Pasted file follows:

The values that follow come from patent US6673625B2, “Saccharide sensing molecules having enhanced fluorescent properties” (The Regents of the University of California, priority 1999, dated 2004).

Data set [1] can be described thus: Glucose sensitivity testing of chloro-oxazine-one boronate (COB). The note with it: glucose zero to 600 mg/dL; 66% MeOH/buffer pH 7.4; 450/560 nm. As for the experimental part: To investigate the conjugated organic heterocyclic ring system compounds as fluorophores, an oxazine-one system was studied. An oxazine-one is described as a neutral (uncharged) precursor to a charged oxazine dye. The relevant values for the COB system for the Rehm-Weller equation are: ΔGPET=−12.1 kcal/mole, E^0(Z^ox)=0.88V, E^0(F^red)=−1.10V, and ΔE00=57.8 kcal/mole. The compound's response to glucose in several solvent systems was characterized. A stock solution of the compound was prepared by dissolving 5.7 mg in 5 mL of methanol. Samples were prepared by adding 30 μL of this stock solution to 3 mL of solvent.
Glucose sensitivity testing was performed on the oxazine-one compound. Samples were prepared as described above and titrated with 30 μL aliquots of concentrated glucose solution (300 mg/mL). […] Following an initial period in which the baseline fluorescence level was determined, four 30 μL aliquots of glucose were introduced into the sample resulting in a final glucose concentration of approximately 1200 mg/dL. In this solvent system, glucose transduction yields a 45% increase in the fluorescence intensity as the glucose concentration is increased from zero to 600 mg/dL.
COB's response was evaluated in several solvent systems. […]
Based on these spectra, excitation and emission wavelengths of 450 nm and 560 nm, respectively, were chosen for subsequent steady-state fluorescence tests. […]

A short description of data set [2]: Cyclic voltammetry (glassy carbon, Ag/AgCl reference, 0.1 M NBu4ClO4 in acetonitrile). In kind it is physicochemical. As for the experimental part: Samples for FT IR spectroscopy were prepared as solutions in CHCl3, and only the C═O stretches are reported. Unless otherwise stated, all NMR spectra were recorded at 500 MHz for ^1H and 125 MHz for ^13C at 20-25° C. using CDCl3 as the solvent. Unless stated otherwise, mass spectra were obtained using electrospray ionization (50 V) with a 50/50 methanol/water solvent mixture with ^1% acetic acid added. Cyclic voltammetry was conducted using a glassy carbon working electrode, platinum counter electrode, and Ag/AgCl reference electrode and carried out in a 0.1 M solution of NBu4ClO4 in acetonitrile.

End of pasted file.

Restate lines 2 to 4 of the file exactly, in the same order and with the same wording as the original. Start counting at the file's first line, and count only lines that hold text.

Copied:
Data set [1] can be described thus: Glucose sensitivity testing of chloro-oxazine-one boronate (COB). The note with it: glucose zero to 600 mg/dL; 66% MeOH/buffer pH 7.4; 450/560 nm. As for the experimental part: To investigate the conjugated organic heterocyclic ring system compounds as fluorophores, an oxazine-one system was studied. An oxazine-one is described as a neutral (uncharged) precursor to a charged oxazine dye. The relevant values for the COB system for the Rehm-Weller equation are: ΔGPET=−12.1 kcal/mole, E^0(Z^ox)=0.88V, E^0(F^red)=−1.10V, and ΔE00=57.8 kcal/mole. The compound's response to glucose in several solvent systems was characterized. A stock solution of the compound was prepared by dissolving 5.7 mg in 5 mL of methanol. Samples were prepared by adding 30 μL of this stock solution to 3 mL of solvent.
Glucose sensitivity testing was performed on the oxazine-one compound. Samples were prepared as described above and titrated with 30 μL aliquots of concentrated glucose solution (300 mg/mL). […] Following an initial period in which the baseline fluorescence level was determined, four 30 μL aliquots of glucose were introduced into the sample resulting in a final glucose concentration of approximately 1200 mg/dL. In this solvent system, glucose transduction yields a 45% increase in the fluorescence intensity as the glucose concentration is increased from zero to 600 mg/dL.
COB's response was evaluated in several solvent systems. […]